Credit Union Cyber Security Credit Union Cybersecurity: What You Need to Know About TLS Changes


Credit Union Cybersecurity: What You Need to Know About TLS Changes

credit union cybersecurityCybersecurity is in the forefront of all business owners' minds. As we become more interconnected, we open ourselves to more potential breaches. This concern is especially prominent in the financial sector. When you're talking about member's hard earned dollars, there's no room for error. There is an imminent deadline approaching that credit unions need to be aware of as it relates to credit union cybersecurity: An authentication protocol called TLS.

TLS 1.0 was established in 1990, as a way to secure communications between machines, such as communication and transactions between a member's browser and their credit union desktop and mobile banking, as well as between credit union servers and their credit union technology vendors. The protocol has been increasingly vulnerable to hackers and cyber-attacks and is particularly a threat to mobile and internet banking breaches, as well as file transfers between credit union machines and their core vendor. Due to its age, there are no fixes or patches that are able to repair TLS 1.0, leading the PCI Security Council to withdraw support of the archaic protocol effective June 30, 2018, opting instead for merchants and banks to upgrade to the more current versions TLS 1.1 and 1.2. 

This TLS mandate is impacting credit unions directly. The credit bureaus, and other major players, are requiring updated TLS security, and many small to mid-size credit unions use servers that don't support TLS. Upgrading a server is expensive, but the risks associated with being out of scope on security can be detrimental. Now more than ever it is imperative to ensure your core and technology vendors stay ahead of the curve and are supplying you with the information you need to plan and budget for necessary changes.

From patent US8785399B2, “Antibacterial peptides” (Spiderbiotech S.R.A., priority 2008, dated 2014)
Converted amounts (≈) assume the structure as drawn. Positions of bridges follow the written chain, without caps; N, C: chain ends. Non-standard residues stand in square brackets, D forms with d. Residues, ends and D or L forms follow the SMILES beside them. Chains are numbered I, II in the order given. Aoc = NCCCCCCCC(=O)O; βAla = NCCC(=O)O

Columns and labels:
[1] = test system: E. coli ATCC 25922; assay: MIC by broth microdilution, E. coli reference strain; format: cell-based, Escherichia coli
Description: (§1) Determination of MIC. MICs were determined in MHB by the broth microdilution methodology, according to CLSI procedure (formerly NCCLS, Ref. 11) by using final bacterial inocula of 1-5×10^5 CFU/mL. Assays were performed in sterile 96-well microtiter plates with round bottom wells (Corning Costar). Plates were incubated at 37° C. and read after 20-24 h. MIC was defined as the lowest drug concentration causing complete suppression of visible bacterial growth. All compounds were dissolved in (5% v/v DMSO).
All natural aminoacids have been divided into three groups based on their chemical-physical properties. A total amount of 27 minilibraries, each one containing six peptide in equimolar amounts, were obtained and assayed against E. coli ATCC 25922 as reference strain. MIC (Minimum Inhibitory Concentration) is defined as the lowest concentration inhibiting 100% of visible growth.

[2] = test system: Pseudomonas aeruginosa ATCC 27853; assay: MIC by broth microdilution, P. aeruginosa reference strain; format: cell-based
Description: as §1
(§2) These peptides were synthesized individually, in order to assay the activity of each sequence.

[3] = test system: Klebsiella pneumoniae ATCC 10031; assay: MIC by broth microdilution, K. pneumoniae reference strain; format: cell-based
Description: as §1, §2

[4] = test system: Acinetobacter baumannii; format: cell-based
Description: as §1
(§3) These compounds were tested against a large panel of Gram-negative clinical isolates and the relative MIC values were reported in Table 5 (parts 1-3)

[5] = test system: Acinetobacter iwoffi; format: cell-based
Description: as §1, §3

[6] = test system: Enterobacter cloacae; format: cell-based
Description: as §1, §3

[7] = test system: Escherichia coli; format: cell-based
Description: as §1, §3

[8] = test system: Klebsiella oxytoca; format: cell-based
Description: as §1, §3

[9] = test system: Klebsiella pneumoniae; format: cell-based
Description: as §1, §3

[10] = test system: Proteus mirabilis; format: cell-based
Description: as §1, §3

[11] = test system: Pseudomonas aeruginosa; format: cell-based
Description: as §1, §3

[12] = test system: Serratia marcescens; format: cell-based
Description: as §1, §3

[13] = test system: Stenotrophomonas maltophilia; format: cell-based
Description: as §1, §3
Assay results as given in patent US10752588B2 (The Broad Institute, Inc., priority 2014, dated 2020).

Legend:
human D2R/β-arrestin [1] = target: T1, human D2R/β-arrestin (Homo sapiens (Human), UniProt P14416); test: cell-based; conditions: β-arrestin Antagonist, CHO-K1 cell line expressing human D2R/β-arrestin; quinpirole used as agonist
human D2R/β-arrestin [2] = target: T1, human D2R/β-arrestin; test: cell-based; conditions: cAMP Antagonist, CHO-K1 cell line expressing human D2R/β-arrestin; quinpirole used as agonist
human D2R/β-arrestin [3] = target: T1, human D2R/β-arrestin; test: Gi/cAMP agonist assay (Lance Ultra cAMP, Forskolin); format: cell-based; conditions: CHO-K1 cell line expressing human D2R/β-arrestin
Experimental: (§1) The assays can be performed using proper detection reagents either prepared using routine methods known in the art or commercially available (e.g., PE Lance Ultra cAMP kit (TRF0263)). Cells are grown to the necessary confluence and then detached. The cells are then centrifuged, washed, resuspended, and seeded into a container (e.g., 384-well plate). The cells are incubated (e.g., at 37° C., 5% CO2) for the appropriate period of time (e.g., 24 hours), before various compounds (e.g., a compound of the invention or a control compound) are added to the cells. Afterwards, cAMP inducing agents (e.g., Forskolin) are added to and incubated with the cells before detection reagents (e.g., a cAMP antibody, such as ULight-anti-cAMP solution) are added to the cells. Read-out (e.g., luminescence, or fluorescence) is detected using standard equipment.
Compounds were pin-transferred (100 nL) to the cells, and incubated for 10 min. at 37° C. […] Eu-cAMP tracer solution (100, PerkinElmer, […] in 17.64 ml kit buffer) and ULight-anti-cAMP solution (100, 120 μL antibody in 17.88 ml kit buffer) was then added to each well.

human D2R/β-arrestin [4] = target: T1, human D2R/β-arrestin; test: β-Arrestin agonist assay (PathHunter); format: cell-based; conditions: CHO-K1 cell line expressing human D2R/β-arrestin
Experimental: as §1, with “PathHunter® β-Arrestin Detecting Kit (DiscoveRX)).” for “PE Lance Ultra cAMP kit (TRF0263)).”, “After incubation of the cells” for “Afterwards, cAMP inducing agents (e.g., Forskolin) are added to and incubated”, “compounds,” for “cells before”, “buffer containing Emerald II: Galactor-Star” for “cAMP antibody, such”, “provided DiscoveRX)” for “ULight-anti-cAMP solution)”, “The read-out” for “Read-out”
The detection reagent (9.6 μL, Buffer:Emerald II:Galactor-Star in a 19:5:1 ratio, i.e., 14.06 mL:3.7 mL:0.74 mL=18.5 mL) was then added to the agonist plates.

Not sure your technology partners are educating and preparing your CU for the future? 

  • Step one is ASK: You don't know what you don't know. So ask...every single vendor... are they aware of the deadline? Will it impact your operations? Will some services stop working? What needs to be done on your end to ensure there are no issues? Of utmost importance, your core provider should have an action plan in place to work with your credit union to ensure there are no issues.
  • Demand action or get out. If you have a technology partner who is not aware of the mandate, or has no plans to comply, consider enacting that breach of contract clause. 
  • Perform a system audit. This shouldn't be too difficult since most CU's prepare for audits and examinations and have a good handle on their machines and vendor relations. Adding a check for TLS compliance should be included on the checklist.
  • Talk to members. This change will impact members who use older PC's and who have not updated their operating systems in ages. Be sure it's not a surprise, or at the very least, CYA and send out notifications so if a member does get angered when their access does not work after the deadline, you can point to this communication they chose to ignore.
  • Budget time. This is not a quick fix for many small to mid-sized CU's. Be sure to budget 3-6 months for a transition plan. This means by January of 2018 the transition plan should begin.  
  • Keep records. As with all protocols, the next versions will eventually be obsolete and not supported years down the road.  Keep track of what you did right and what you could improve upon so you are more prepared for the next transition. 

FLEX Security Services eGuide


Preston Packer

Written By: Preston Packer

Executive Vice President | CMO at FLEX Credit Union Technology
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